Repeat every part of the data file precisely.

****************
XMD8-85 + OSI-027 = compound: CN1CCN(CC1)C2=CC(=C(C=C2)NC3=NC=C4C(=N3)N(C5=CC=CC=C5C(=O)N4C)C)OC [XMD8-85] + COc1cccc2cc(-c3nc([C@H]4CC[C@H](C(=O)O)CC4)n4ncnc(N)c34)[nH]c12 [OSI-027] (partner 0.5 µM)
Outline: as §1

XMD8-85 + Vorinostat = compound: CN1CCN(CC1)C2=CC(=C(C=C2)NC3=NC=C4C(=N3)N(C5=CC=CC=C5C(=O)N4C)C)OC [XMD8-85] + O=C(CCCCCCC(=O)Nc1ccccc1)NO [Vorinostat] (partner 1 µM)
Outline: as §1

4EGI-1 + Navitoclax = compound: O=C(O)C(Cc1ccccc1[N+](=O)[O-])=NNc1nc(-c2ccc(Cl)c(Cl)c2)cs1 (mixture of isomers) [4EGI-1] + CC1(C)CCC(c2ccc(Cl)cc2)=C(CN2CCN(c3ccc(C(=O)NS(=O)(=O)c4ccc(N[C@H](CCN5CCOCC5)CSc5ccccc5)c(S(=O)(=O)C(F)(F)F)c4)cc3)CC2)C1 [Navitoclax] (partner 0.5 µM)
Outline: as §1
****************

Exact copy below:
XMD8-85 + OSI-027 = compound: CN1CCN(CC1)C2=CC(=C(C=C2)NC3=NC=C4C(=N3)N(C5=CC=CC=C5C(=O)N4C)C)OC [XMD8-85] + COc1cccc2cc(-c3nc([C@H]4CC[C@H](C(=O)O)CC4)n4ncnc(N)c34)[nH]c12 [OSI-027] (partner 0.5 µM)
Outline: as §1

XMD8-85 + Vorinostat = compound: CN1CCN(CC1)C2=CC(=C(C=C2)NC3=NC=C4C(=N3)N(C5=CC=CC=C5C(=O)N4C)C)OC [XMD8-85] + O=C(CCCCCCC(=O)Nc1ccccc1)NO [Vorinostat] (partner 1 µM)
Outline: as §1

4EGI-1 + Navitoclax = compound: O=C(O)C(Cc1ccccc1[N+](=O)[O-])=NNc1nc(-c2ccc(Cl)c(Cl)c2)cs1 (mixture of isomers) [4EGI-1] + CC1(C)CCC(c2ccc(Cl)cc2)=C(CN2CCN(c3ccc(C(=O)NS(=O)(=O)c4ccc(N[C@H](CCN5CCOCC5)CSc5ccccc5)c(S(=O)(=O)C(F)(F)F)c4)cc3)CC2)C1 [Navitoclax] (partner 0.5 µM)
Outline: as §1